What is Blockchain?
To begin, blockchain is a digital database shared between networks that stores information in groups, or blocks, which are permanently linked together. Unlike a traditional database, a blockchain stores its information using a cryptographic protocol in virtual blocks that have a limit on their capacity. When a block is full, a new block is generated and linked to the former block, which is then locked. Moreover, when information is written into a block, it is immediately timestamped. This is extremely useful for security and transparency.
Blockchain process documentation is the technical document with which blockchain can be efficiently and effectively integrated into your business.
Often when people think of blockchain, they think of cryptocurrency. With its automatic time and date stamp, blockchain is a useful form of recording activity of a cryptocurrency. They can even track the currency, should it be misappropriated. However, in this article, we will focus on other uses of blockchain.
Other Uses of Blockchain
Blockchain is also used to:
- store legal documents
- help people vote securely
- track and trace products in the supply chain
First, attorneys use blockchain technology with scripted text, smart contracts, and automated contract management. Contracts can be digitally signed and unalterably stored.
Additionally, Alaska could be the first state to use blockchain technology to help people vote in their elections, should a recent proposal pass.
Blockchain for the Supply Chain
In the same vein, supply chains use blockchain. In supply chains, it is important to know where your product is now, has been, and when it will arrive at its destination. Using a blockchain to track products is a clear solution to this problem, especially when combined with radio frequency identification tags (RFID) or the Internet of Things.
RFID tags generate data about where a product is, whether it’s been scanned, placed on a shelf, or sold. According to IBM, the Internet of Things is “the concept of connecting any device (so long as it has an on/off switch) to the Internet and to other connected devices […] all of which collect and share data about the way they are used and about the environment around them.”
For example, whether they use RFID tags or the Internet of Things, supply chain managers can use the blockchain to trace products. Both methods record the time a product is in each place it is. Amazon Web Services has just one of the track and trace programs that many companies use. This is useful for normal operations, customer service, and emergencies, like product recalls.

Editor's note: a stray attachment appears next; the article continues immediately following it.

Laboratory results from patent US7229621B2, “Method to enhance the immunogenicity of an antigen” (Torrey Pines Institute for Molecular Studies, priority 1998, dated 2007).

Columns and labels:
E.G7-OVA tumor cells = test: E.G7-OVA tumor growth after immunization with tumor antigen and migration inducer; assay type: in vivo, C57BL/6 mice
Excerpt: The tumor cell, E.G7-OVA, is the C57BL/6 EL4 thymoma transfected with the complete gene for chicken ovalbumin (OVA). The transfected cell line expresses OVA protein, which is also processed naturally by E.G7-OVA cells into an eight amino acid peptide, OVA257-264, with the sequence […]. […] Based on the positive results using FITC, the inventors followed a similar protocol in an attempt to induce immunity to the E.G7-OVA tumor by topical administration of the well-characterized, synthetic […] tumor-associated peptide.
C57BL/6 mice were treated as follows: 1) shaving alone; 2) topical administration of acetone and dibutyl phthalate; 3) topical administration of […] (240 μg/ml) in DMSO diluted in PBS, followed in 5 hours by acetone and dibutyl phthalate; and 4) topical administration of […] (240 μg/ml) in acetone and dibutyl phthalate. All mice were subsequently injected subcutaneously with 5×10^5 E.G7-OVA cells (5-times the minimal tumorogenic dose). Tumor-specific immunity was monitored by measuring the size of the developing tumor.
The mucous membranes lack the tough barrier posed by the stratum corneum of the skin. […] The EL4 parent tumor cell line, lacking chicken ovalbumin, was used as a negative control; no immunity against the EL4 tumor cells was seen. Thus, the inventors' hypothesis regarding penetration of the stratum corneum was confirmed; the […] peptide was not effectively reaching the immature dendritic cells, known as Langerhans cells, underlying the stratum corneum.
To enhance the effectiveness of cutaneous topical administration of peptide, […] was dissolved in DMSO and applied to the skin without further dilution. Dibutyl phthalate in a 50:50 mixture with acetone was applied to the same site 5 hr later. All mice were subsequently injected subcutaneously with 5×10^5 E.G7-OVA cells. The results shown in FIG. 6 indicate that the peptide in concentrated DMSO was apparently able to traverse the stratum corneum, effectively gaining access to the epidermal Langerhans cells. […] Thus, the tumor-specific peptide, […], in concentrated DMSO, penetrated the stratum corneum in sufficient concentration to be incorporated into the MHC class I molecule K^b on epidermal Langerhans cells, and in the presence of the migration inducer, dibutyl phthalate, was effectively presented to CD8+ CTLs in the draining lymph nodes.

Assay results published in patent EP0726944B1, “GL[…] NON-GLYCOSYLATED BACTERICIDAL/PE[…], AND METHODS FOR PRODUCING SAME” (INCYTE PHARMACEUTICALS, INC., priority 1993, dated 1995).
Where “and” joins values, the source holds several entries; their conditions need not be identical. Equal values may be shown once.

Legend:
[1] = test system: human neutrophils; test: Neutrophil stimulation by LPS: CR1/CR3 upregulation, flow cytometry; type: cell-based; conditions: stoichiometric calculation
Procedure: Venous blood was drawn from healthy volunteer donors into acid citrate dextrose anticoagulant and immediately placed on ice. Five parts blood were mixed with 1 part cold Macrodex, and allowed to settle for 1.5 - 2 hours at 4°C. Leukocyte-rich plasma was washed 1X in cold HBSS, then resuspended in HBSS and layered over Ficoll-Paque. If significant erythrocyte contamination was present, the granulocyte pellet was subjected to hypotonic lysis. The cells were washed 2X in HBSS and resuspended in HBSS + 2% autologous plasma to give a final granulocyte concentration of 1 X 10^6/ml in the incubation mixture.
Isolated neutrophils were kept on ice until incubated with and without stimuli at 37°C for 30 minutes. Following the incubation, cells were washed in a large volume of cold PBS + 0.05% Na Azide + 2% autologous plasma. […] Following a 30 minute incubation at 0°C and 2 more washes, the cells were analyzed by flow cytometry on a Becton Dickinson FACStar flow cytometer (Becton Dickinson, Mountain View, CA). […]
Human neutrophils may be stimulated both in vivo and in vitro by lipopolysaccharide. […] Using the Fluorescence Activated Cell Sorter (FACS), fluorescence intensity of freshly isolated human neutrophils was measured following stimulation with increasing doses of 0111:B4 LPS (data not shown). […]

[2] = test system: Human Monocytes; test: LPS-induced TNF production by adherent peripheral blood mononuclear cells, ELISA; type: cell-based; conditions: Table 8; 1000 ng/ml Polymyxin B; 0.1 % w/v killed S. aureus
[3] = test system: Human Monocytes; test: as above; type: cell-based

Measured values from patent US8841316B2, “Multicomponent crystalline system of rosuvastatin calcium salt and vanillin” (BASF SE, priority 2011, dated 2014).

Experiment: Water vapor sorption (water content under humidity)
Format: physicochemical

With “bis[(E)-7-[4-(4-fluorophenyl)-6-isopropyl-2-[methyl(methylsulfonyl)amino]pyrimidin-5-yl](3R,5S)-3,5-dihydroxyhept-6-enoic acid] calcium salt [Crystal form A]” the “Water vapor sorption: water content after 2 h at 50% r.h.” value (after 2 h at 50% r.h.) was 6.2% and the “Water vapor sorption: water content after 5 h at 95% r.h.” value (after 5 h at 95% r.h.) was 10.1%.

Do you remember the recent romaine lettuce recall? To know which brands were affected, the producers needed to know where the lettuce came from, and which stores it went to. Walmart did not need to worry about this since they deployed blockchain back in 2018. Hence, they were able to track the origin of all their lettuce easily through the blockchain and remove any affected romaine from the shelves immediately. They were even able to tell the public which lot numbers were affected that had already been sold.
In addition to tracing recalled food, blockchain keeps compliance records. Moreover, the immutable inventory records keep products from being wasted and counterfeit products from being introduced into the supply chain. This method of verifying ethical supply chain practices can also be used to trace organic food from the source to its retailer. At any of these points in the blockchain process, your company may want to use a technical writer to compile and clarify the data.
Another company that uses blockchain technology well is De Beers. Their Tracr program assures provenance, traceability, and authenticity of their diamonds.
Furthermore, one of the best parts of blockchain in the supply chain is that it facilitates more rapid and cost-effective delivery. UPS and FedEx are just two of the companies using it in this manner. Blockchain is how you can track your package from the moment you ordered it, through every point of its journey, to its arrival on your doorstep.
Blockchain Process Documentation
After reading this, you may be thinking of deploying blockchain in your business. If so, you will need training materials for your staff, most importantly, blockchain process documentation. While implementing blockchain, you may wish to have someone document the processes you use. Essential Data Corporation can connect you to someone experienced in process documentation. Your IT staff may not stay with you forever, so you may wish to develop a knowledge transfer plan, so that future staff is not left floundering while trying to use your blockchain.
Finally, whether you need a team of consultants to produce a complete line of documentation or a single technical writer for a brief project, Essential Data’s Engagement Manager will lead the project from start to finish. At Essential Data Corporation, the quality of our work is guaranteed. Contact us today to get started. (800) 221-0093 or email@example.com
Written by Heidi Ripplinger